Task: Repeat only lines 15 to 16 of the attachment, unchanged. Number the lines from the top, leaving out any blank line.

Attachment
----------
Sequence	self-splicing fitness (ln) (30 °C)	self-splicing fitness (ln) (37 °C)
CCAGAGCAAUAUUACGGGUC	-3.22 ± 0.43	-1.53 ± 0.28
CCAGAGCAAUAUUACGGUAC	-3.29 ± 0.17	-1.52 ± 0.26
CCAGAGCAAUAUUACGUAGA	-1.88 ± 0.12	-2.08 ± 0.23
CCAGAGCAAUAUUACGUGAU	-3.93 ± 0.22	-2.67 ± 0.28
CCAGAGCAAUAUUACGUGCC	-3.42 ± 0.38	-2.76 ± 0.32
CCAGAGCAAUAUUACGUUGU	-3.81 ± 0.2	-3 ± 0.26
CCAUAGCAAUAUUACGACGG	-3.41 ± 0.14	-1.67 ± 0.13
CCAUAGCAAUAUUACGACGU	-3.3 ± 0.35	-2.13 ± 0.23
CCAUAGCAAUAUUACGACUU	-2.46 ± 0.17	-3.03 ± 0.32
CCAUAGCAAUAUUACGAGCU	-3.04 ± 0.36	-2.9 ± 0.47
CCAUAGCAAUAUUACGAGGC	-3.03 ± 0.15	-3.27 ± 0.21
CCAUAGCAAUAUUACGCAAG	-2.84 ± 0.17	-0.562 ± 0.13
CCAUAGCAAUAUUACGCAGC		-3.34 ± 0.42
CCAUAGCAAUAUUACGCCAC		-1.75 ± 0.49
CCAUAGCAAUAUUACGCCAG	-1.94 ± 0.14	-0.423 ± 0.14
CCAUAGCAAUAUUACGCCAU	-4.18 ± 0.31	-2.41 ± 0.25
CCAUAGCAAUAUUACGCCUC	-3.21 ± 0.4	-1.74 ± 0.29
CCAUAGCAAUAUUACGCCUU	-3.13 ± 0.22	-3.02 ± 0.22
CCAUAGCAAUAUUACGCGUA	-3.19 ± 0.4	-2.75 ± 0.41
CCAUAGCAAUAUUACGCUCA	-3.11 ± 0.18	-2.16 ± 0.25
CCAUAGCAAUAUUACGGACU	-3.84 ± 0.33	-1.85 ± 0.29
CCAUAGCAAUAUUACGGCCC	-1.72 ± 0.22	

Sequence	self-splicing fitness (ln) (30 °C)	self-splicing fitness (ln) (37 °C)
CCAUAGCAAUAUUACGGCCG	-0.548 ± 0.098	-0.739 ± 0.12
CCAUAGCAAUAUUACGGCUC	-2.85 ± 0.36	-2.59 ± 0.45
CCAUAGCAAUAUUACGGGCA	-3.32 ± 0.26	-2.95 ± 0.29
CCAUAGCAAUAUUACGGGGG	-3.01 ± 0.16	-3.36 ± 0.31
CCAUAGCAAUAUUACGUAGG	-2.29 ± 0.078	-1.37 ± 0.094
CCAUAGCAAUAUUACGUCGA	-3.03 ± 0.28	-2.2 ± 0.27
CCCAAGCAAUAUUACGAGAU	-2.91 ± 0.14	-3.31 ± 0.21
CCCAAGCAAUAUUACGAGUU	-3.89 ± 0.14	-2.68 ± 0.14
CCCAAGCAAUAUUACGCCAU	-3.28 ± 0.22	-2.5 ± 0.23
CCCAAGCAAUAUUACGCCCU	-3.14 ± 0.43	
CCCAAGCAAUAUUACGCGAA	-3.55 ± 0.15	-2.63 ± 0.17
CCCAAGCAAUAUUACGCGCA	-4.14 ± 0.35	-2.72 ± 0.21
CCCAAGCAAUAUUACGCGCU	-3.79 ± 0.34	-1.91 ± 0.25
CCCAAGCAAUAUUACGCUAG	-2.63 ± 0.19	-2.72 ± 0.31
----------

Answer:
CCAUAGCAAUAUUACGCCAC		-1.75 ± 0.49
CCAUAGCAAUAUUACGCCAG	-1.94 ± 0.14	-0.423 ± 0.14